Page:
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Strong arms offer new life to young Indians in baseball

other Updated: Jun 29, 2011 00:26 IST
Walt Disney

Young men all over India are flexing their muscles in the hope that a strong arm will carry them into a money-spinning career in professional baseball in the United States.

Despite the lack of a baseball tradition in India, the dream is not an impossible one, as Rinku Singh and Dinesh Patel proved in a tale that is being immortalised in a Walt Disney film.

Singh beat 35,000 rivals three years ago in a talent-hunt in India dubbed "The Million-Dollar Arm" (TMDA) and is tipped to break into Major League Baseball (MLB) after a spell with the minor-league Pittsburg Pirates.

Patel, second in the throwing contest, also earned a contract with the Pirates and, after a lucrative stint in the U.S. which included a meeting with President Barack Obama, is back home looking for a coaching job. Now, India is looking for someone to follow in their footsteps, after the second TMDA contest began in Bangalore last week and due to travel 60 cities, towns and villages in search of potential talent.

Obama visit
"I don't know how to put it in words; I'm still living the dream," the soft-spoken Patel told Reuters by telephone. "I had not even seen a baseball before turning up for that talent show. Suddenly I found myself training in Los Angeles," the 23-year-old added, briefly hesitating before abandoning broken English for fluent Hindi.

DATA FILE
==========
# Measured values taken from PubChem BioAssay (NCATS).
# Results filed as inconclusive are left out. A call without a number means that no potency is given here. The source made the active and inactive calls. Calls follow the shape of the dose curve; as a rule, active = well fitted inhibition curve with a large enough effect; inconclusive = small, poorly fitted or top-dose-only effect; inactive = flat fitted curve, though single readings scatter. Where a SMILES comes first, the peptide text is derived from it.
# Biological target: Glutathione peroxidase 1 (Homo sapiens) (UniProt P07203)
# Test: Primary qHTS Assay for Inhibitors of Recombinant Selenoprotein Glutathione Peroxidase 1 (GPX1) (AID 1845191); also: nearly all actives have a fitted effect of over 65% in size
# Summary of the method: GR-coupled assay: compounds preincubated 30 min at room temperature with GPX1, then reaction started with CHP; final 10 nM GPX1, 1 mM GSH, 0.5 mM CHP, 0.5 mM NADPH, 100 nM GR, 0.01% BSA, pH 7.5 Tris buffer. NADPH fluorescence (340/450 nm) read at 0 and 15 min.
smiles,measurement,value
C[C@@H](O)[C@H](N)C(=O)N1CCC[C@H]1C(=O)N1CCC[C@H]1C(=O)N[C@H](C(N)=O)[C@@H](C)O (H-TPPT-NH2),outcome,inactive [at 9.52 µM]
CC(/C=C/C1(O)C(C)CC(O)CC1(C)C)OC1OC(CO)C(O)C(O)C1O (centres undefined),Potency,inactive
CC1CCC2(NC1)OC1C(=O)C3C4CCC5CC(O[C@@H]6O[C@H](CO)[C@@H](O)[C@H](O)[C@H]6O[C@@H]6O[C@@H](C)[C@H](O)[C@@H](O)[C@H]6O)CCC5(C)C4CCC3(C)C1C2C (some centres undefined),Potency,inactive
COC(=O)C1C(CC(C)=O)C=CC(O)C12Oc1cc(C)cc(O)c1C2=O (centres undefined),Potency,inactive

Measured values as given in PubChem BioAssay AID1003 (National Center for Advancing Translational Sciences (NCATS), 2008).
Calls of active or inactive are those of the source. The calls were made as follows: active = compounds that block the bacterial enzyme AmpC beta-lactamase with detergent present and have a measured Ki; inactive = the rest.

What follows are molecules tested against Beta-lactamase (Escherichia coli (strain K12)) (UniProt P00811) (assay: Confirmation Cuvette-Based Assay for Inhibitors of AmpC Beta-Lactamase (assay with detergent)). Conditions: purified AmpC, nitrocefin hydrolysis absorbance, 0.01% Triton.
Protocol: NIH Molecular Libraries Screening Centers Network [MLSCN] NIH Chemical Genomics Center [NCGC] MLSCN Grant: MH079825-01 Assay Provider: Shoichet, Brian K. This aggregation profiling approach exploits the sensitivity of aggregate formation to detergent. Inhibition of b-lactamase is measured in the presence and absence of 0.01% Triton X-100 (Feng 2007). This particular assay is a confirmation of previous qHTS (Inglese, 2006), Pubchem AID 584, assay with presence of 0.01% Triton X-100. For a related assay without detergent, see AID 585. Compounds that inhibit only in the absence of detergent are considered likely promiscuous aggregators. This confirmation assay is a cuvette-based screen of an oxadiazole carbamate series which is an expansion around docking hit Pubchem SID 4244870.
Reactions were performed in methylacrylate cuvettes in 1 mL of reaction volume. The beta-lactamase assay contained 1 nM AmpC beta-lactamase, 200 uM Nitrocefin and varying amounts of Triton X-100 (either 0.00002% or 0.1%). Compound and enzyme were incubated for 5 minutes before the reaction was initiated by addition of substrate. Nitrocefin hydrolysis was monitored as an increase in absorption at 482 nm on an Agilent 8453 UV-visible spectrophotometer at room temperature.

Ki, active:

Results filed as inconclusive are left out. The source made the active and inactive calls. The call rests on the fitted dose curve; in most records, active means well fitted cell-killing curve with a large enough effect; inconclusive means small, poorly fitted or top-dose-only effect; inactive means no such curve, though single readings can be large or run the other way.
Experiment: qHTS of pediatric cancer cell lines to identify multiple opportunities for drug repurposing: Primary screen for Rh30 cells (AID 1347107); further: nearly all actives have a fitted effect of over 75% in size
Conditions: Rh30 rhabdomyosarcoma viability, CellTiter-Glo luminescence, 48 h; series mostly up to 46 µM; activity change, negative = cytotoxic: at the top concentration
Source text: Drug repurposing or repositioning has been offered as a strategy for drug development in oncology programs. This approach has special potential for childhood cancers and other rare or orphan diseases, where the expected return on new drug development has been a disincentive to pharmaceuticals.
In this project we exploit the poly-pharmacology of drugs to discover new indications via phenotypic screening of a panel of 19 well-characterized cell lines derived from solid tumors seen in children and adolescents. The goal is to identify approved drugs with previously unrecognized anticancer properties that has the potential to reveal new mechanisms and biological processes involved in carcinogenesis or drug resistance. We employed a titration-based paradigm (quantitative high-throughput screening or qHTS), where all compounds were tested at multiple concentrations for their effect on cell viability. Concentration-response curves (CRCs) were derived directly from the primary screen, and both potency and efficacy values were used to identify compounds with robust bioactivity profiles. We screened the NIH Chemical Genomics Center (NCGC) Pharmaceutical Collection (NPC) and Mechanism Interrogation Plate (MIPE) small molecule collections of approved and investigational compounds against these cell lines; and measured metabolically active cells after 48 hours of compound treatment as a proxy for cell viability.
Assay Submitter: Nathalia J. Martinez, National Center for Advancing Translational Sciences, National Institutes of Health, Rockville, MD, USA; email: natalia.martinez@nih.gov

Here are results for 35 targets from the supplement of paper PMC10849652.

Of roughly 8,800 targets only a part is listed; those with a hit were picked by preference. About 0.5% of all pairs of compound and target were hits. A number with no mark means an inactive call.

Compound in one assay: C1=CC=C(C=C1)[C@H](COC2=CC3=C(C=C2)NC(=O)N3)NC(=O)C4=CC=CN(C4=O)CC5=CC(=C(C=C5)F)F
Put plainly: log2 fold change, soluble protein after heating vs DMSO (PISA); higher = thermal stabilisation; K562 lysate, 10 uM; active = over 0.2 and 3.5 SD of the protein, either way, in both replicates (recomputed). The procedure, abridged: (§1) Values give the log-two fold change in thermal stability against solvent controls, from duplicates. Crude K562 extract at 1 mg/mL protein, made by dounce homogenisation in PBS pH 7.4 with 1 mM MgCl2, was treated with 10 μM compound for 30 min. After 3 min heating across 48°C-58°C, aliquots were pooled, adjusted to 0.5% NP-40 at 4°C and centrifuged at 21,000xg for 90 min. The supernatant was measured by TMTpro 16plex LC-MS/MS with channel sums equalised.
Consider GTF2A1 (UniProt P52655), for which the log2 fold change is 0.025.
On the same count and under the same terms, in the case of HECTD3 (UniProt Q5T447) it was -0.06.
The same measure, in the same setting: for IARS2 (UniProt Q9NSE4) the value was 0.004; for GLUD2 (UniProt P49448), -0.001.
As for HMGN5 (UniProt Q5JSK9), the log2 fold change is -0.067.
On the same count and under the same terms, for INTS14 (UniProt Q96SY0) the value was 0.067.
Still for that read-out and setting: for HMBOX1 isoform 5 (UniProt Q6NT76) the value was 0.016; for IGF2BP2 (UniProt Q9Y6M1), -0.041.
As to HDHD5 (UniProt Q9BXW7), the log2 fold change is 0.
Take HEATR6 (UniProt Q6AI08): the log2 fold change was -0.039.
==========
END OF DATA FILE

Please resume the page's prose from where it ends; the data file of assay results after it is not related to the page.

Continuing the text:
"One day, we went to Washington to meet President Barack Obama. You don't get such opportunities. I did not say much, just met him, shook his hand and told him we are baseball players from India. He said something in English...we gave him a jersey with his name on the back."

Patel said he was proud to have been a pioneer.

"Already our story has spread far and wide and all the boys in my village are excited about TMDA's second season. In fact, most youngsters who have read about us want to have a go at it. After all, baseball offers incredible money.

"I expect Rinku soon to make it to the major league and that would draw more youngsters to baseball. We started the game so late, practised for about six months and were picked (by the Pirates).

"If an under-16 boy is picked and trained, I'm sure he would make it to the major league by the time he is 20 or 21."